Talk:Crime in Venezuela

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  • During Maduro's first 100 days in office, over 4,200 people have been murdered in Caracas, the capitol of Venezuela. February 2013 was the most violent month in four years in Caracas. [1] [2]

Question: I do not have access to the New York Times to look up the article cited for the statement that the Bolivarian National Police haven't lowered crime, but the Wikipedia pages for Hugo Chavez, Crime and Violence in Latin America, and Policía Nacional Bolivariana all say that they have lowered crime rates up to 60%. Which is true? 50.77.61.217 (talk) 14:21, 5 June 2013 (UTC)

Unreliable Data-- Observatorio Venezolano de Violencia[edit]

The article inaccurately presents as reliable information unreliable data from the "Observatorio Venezolano de Violencia". The OVV's methodology has been challenged by Dorothy Kronick, a Stanford PhD candidate, in an article published on a prominent opposition website and cited in a subsequent Associated Press report. Kronick exposes the OVV's flawed methodology ("By OVV's own account, they don't have access to reliable counts for at least the past five years, [and] it's not clear what they're using as model inputs."), and even points to new data from the Ministry of Health, showing violent death rate in Venezuela falling in 2009, 2010, and 2011 (with the last available years currently unavailable). According to Kronick, Robert Briceño León, the chairman of the Venezuelan Violence Observatory admitted to her that "[her] methodological criticisms were valid". Official/CICPC/MPPRIJ figures for 1990-2011 should be included in the article, as well as official homocide rates from press reports on official announcements in 2012 and 2013.--Riothero (talk) 01:42, 14 August 2014 (UTC)

I can look at placing the Official/CICPC/MPPRIJ in the homicide rate graphs if I get a better source for the 1990-2011 data. As of right now, that is a random Power Point and could be OR. Also, there may be critics of OVV's data on a blog, but multiple sources cite their data.
So yes, OVV's data has been challenged, but almost every most notable, reliable source uses or states their statistics and even some sources such as the AP one above state "Venezuela's government has gradually blocked access to murder statistics as violent crime has worsened the past decade".--ZiaLater (talk) 03:31, 21 August 2014 (UTC)
I am of the opinion that Wikipedia should not present questionable (or outright fabricated) data as factual. The graph at the top must be removed.-- Riothero (talk) 23:02, 21 August 2014 (UTC)
If all questionable data were to be removed, there would be no data from the Venezuelan government as they hardly provide details and are questioned continuously by multiple organizations. Everything is always questioned. The graph will stay as multiple reliable sources support it. Until a reliable source is provided contrary to what the already provided reliable sources say (OVV is used by multiple reliable sources & collects data from several universities according to reliable sources) then no serious changes can be made.--ZiaLater (talk) 11:14, 22 August 2014 (UTC)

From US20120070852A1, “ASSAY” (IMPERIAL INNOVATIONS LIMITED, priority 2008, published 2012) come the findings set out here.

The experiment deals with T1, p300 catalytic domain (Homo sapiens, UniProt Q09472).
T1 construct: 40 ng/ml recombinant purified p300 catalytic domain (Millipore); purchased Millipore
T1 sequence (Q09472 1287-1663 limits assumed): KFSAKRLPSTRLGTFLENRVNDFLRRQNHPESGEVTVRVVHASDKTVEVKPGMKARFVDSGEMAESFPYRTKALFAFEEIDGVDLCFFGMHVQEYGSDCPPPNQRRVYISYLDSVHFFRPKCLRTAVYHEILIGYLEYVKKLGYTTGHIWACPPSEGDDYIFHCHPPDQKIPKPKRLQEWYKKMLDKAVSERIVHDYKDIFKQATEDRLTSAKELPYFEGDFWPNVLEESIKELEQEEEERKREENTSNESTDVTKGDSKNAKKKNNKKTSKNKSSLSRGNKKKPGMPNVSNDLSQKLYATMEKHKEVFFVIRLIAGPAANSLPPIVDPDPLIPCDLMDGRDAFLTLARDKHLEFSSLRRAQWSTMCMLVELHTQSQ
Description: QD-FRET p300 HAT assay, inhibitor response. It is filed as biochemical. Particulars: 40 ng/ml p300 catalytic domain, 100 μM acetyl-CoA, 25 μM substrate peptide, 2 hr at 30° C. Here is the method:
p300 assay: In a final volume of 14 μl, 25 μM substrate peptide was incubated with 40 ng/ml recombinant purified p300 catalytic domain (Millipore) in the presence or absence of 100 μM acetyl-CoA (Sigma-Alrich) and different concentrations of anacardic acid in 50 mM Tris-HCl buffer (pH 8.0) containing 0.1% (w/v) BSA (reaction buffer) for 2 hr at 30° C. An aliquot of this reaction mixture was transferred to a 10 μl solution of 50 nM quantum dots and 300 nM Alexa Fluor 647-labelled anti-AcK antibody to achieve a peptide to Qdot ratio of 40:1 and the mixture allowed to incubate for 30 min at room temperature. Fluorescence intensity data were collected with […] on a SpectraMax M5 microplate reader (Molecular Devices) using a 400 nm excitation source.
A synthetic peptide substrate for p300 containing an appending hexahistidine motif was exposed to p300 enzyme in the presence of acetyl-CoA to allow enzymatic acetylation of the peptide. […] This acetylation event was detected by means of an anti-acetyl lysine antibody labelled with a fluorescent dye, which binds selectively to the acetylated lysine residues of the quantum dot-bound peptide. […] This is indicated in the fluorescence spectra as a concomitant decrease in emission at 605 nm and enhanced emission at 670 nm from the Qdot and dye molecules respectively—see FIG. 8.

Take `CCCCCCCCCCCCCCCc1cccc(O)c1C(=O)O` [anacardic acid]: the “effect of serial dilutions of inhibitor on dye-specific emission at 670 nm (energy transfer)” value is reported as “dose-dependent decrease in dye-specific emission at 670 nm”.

"Until a reliable source is provided..." you are insisting on presenting as factual... data that is methodologically flawed, scientifically ungrounded, and at odds with official reports? My point is that since there is NO reliable data (from either the government or OVV), there is no justification for posting a graph in this article! To do so would be highly misleading and one-sided (POV)! Graphs on Wikipedia should be reserved for illustrating data that is uncontroversial, and both methodologically and scientifically grounded. (You say the Venezuelan government "hardly provides details", but the same is true of the OVV!--and what few details they do provide, according to Dorothy Kronick--if you bothered to read her article--exposes critical flaws in the OVV's methodology!) I can look up more official numbers when I have free time, as I'm busy this weekend. The best thing to do would be to report both in accordance with NPOV, etc.--Riothero (talk) 15:17, 23 August 2014 (UTC)
I looked around and found information from the UNODC that uses old info from the UN and info from the NGO PROVEA. Would that be more reliable? PROVEA's data is identical to OVV's.--ZiaLater (talk) 05:43, 24 August 2014 (UTC)

recent years[edit]

the murder rate since 2009 is contested and should not be displayed on the graph, if even there is to be one.--Riothero (talk) 03:38, 23 September 2014 (UTC)

Contested according to who?
I looked up the multiple sets of data since the OVV data was POV to you. We now have multiple accurate calculations.--ZiaLater (talk) 04:37, 23 September 2014 (UTC)
ummm.. have you read https://en.wikipedia.org/wiki/Crime_in_Venezuela#Murder_and_violent_crimes? the government's numbers are different from the UN's, which are different from OVV's. --Riothero (talk) 08:43, 23 September 2014 (UTC)
Could you please provide data from the Venezuelan Government? I can add it.--ZiaLater (talk) 20:15, 23 September 2014 (UTC)
The U.N. figures differ from the OVV's, yet your graph suggests that they are identical. Rather than including contested data, I suggest that only uncontested data, like that endorsed by the U.N., be depicted on any graph that is to be included on Wikipedia. BTW, why do you insist on placing it at the top of the page, rather than in the appropriate "Murder and Violent Crimes" section?--Riothero (talk) 20:31, 26 September 2014 (UTC)
All existing data should be present in the graphs. The UN now cites PROVEA's findings which makes PROVEA needed in the graph.
OVV is also needed because its data is VERY NOTABLE according to the multiple news organizations who used its data.
And of course, the UN's own data (though very outdated, almost by 7 years) should be in the graph. If you were to provide the Venezuelan government's data as well, it too would be included.--ZiaLater (talk) 20:54, 26 September 2014 (UTC)
Oh, I forgot to mention about the position of the graph. It was placed there because the murder rate section was smaller before and the graph's image, in order to be read, had to be big and was too large for the section. I can try to move it down there now.--ZiaLater (talk) 21:02, 26 September 2014 (UTC)